AMORPHIS - FAR FROM THE SUN - EMI FINLAND/NUCLEAR BLAST
Amorphis became an irrelevant force on the heavy metal scene years ago and Far From The Sun does not propose to change that. The album was released in Europe a year ago and has now been given a North American release by Century Media.
The music is a mixture of soft/pop/psychedelic rock and takes after Pink Floyd, The Doors and Tea Party. The structure of the album is moody, elaborate and textured, but what any of that has to do with heavy metal is an enigma. For Far From The Sun is equally distant from the band's metal roots and is only of interest to an eternal devotee. The album features a video for the song Far From The Sun. - Ali "The Metallian"
AMORPHIS – ECLIPSE – NUCLEAR BLAST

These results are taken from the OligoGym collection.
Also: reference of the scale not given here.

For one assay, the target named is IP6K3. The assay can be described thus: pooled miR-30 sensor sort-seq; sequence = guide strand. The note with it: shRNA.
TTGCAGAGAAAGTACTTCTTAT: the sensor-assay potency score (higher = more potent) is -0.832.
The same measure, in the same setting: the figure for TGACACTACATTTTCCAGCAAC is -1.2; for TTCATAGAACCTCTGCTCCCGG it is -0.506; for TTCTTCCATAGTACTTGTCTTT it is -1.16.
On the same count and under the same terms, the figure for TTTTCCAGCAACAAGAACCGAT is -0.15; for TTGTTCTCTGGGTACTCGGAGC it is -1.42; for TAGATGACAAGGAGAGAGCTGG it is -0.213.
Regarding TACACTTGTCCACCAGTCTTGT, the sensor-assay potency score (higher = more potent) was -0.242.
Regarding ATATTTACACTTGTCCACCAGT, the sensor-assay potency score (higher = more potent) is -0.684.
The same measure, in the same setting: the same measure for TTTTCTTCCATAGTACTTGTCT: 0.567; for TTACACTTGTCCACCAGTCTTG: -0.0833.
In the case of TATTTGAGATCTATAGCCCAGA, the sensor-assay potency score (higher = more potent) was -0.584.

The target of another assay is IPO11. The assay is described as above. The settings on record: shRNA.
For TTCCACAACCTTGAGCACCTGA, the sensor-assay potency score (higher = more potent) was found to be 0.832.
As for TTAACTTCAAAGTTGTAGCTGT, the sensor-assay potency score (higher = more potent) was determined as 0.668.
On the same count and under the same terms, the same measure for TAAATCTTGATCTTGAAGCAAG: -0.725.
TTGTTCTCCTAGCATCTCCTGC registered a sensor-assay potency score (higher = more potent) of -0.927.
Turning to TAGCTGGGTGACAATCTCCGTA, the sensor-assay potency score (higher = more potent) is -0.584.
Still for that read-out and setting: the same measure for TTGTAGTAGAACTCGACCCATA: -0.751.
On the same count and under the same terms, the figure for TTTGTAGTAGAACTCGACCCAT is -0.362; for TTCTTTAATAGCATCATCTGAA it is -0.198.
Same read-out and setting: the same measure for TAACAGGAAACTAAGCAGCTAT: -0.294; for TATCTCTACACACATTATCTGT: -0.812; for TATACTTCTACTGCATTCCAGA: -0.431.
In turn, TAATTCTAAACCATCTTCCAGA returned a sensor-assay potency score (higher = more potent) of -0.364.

It is a big surprise to me that Amorphis circa 2006 is not only listenable, but also enjoyable. The Finns had pulled a big one on their fans more than ten years ago and had become irrelevant in metal circles soon thereafter.
Eclipse benefits from good songs and a turn to the heavy side. The epic, partly ethnic and melodic parts are unexpectedly satisfactory and more; thus accounting for the former quality. The increase in the guitar level, harder melodies and reintroduction of impressive growls on selected songs propel Eclipse to the next level. What a surprise given how the first few chords out of the album were the sounds of a keyboard solo signalling another abysmal experience.
Especially noteworthy is the album’s second half. Past the mellow Under A Soil And Black Stone the album begins to get progressively heavier until Same Flesh, Brother Moon and Empty Opening really bring home the bacon. Leaves Scar and Empty Opening are especially remarkable for the convincing growls, while Perkele (The God Of Fire) almost smacks of The Karelian Isthmus album days.
Amorphis has undergone several changes in the last two years including the introduction of a new man on vocals. These have borne fruit for the band, the fans and the sales and credibility factors. – Anna Tergel
AMORPHIS – SILENT WATERS – NUCLEAR BLAST